Why Forcing Unvaccinated Students To Wear Cloth Masks Is Anti-Science

Why Forcing Unvaccinated Students To Wear Cloth Masks Is Anti-Science

For one, the immunity of those who have recovered from COVID and their ability to transmit the virus are not proven to be different than that of the vaccinated.
Andrew Bostom, Gerard Bradley, Aaron Kheriaty, and Harvey Risch
By

Almost 600 colleges and universities have mandated COVID-19 vaccination for students attending classes in the fall semester. Most of these schools have also mandated vaccination for faculty and staff. They all say the objective is to provide a “safe” campus environment. The University of Notre Dame, for example, stated in a recent “Policy Update” that its “highest priority” is the “health, safety, and well-being of every member of this community.”

Most of these schools make exemptions available for medical or religious reasons. Along with that group, every campus population will include those who decline to be vaccinated for other reasons. On every campus there will be a substantial number of staff, faculty, and students who are not vaccinated when classes resume. What is to become of them?

Where the unvaccinated are permitted to remain on campus at all, they will be subject to a regimen of discriminatory burdens. These protocols might include social distancing or repeated surveillance testing, sometimes at considerable cost to the student. They will surely include masking in all indoor spaces and in certain circumstances outdoors.

Currently, due to the delta variant, mask requirements for the vaccinated are fluid. Because we are now seeing more breakthrough cases among the fully vaccinated, the latest recommendation from the CDC includes indoor masking even for the vaccinated, but this may continue to change as cases fluctuate.

Many campuses are still likely to subject the unvaccinated to dramatically different masking requirements than those incumbent on the vaccinated. Notre Dame, for example, makes masking indoors “optional” for anyone who is vaccinated. But “[u]nvaccinated faculty, staff and students must wear a mask indoors, except when alone in a private office.”

Does the relevant scientific evidence support this disparate treatment of unvaccinated campus residents and workers? Most certainly not, as we will explain.

Unvaccinated with Natural Immunity to COVID

To begin with, many of the unvaccinated students, staff, and faculty have already had COVID. Their immunity to the virus and their ability to transmit the virus are not proven to be different than that of the vaccinated. The scientific evidence establishes that the natural immunity carried by these COVID survivors is at least as effective and as durable as anything the vaccines deliver.

For example, this recent Centers for Disease Control study of a gamma variant outbreak among miners showed the attack rate was 60 percent among fully vaccinated miners and 75 percent among unvaccinated miners without a history of infection. By contrast, there were zero cases in those who were previously infected with COVID.

While vaccine efficacy may be waning with time and new variants, we have not seen natural immunity wane over time. Another recent CDC study of a July outbreak in Massachusetts found that 74 percent of COVID cases occurred in fully vaccinated persons. By contrast, there have not been recent reports of similar breakthrough cases in those with natural immunity.

But none of the college exemption protocols we have examined offer exemptions on the ground of prior infection. Insofar as a discriminatory mask regimen is meant to protect unvaccinated COVID survivors from getting the disease, the regimen is, literally, pointless – even more so, as mounting evidence, including the studies mentioned above, suggests that the duration of immunity from the vaccines is considerably shorter than that of natural immunity.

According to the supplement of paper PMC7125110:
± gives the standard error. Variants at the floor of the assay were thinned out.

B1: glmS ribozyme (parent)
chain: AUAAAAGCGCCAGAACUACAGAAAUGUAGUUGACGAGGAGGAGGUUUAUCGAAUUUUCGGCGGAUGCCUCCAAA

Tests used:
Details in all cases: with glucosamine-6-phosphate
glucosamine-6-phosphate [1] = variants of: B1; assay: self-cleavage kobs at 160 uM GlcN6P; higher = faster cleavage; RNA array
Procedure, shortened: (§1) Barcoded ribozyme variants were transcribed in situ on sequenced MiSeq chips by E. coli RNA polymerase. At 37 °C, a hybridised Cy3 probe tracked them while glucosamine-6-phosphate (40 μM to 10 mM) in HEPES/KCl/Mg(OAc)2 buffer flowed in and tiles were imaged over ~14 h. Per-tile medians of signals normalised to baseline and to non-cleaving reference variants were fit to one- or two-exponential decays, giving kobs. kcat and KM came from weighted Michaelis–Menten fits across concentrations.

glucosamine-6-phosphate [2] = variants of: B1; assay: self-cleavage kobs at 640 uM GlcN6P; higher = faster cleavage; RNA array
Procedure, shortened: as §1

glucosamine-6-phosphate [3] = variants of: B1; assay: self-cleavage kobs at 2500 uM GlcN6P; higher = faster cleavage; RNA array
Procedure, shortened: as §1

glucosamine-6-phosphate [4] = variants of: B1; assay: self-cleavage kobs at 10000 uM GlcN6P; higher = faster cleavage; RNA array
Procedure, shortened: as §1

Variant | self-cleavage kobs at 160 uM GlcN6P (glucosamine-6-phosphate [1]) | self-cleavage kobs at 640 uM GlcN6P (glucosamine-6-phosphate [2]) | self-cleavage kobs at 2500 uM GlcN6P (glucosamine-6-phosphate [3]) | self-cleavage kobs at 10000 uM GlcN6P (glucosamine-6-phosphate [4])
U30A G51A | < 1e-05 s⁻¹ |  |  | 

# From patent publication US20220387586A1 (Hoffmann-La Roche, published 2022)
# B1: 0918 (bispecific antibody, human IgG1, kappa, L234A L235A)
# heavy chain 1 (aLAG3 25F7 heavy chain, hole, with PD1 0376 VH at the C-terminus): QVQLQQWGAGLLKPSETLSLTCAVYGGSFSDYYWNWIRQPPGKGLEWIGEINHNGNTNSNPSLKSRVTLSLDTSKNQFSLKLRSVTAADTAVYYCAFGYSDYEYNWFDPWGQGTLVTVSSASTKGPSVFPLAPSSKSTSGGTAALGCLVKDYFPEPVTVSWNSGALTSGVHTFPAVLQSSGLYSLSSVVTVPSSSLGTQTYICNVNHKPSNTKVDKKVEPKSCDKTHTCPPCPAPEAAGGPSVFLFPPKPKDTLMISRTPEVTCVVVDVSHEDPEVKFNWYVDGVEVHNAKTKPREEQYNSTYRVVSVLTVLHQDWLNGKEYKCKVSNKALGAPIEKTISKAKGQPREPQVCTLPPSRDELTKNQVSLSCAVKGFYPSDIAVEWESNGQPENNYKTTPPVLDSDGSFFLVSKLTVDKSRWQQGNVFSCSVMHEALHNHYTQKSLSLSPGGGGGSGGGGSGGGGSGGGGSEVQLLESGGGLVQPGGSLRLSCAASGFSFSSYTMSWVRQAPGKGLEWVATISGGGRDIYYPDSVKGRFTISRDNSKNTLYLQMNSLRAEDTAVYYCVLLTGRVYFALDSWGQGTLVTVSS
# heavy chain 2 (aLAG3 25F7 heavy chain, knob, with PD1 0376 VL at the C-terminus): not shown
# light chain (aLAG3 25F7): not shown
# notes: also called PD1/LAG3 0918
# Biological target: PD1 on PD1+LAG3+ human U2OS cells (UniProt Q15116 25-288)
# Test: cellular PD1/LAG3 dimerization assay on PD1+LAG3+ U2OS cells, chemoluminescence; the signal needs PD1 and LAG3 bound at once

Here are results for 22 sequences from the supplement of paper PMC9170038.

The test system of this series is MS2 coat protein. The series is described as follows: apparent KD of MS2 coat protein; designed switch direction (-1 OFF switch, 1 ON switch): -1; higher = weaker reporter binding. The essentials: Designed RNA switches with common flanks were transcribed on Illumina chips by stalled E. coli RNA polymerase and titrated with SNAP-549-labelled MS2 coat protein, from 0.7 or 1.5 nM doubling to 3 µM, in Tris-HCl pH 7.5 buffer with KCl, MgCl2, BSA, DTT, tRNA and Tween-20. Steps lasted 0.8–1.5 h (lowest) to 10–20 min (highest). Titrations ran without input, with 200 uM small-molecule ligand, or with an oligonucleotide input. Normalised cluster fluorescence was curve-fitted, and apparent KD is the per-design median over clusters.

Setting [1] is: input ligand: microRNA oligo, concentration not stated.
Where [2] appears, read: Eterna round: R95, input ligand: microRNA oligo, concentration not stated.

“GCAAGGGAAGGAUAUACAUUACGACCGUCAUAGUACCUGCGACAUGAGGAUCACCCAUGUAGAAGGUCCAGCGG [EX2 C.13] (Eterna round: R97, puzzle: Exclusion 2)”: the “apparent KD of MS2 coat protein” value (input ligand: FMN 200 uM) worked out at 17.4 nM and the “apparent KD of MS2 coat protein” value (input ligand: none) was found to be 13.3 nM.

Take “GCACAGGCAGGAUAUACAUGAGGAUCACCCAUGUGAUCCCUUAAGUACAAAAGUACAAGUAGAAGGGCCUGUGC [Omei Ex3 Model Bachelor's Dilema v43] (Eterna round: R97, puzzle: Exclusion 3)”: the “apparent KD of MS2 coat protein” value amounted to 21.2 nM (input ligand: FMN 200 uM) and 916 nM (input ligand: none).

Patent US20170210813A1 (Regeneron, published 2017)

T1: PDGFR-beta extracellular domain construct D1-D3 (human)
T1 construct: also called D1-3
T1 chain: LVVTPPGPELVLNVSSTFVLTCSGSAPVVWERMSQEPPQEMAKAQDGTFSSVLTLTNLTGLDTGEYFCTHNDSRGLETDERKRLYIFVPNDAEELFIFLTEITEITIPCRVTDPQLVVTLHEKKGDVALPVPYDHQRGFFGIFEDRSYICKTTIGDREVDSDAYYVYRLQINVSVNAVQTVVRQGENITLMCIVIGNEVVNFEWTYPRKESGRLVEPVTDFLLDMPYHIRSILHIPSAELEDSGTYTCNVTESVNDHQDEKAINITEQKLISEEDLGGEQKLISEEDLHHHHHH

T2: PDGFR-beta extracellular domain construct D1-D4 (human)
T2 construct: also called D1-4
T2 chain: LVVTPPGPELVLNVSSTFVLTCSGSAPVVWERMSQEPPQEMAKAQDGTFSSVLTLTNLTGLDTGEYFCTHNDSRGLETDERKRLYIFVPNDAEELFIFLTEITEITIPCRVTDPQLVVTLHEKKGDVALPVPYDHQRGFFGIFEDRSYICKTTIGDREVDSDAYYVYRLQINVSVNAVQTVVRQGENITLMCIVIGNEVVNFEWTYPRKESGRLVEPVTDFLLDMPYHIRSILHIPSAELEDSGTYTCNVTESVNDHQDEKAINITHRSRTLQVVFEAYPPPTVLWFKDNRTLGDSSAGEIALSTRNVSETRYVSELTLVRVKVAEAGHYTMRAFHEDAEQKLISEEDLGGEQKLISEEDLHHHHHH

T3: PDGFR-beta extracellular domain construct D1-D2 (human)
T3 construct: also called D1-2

While vaccinating COVID-recovered patients might produce an antibody uptick, there is no epidemiological evidence that this improves relevant clinical outcomes like symptomatic reinfection. The data also show that those who possess this natural immunity present no greater risk of transmitting the virus to others than those who have been vaccinated and acquire breakthrough infections.

Vaccinating COVID-recovered individuals anyway adds nothing of clinical value. Here, too, discriminating against the unvaccinated who have recovered from COVID by making them wear masks is, as a matter of scientific fact, pointless.

Unvaccinated without Natural Immunity

Not all of the unvaccinated persons on campus will be naturally immune, though. One might quickly jump to the conclusion that requiring them to wear masks is justified because it protects the unvaccinated against infection. There are two reasons this justification fails.

One is the scientific evidence that masks do not prevent community transmission of respiratory viruses. Between 2008 and 2020, 12 consecutive randomized controlled trials of community masking (herehere, and here), conducted among approximately 18,000 persons worldwide, established that this intervention does not reduce community respiratory virus transmission, including COVID-19 transmission.

The second reason is the desire to protect the mask wearer from infection does nothing to justify discrimination: while reinfection for the naturally immune is exceedingly rare (Israel recently reported that 53 percent of new cases were in vaccinated individuals, 43 percent of cases were in unvaccinated individuals, while only 1 percent of cases were in individuals who had already recovered from the coronavirus), both the vaccinated and the unvaccinated are subject to COVID infection.

Reinfection for the naturally immune is comparatively much rarer than it is for those who are vaccinated. Another recent study from the Israeli Health Ministry examined a total of 835,792 Israelis known to have recovered from the virus. The 72 instances of reinfection counted were 0.0086 percent of people who were already infected with COVID.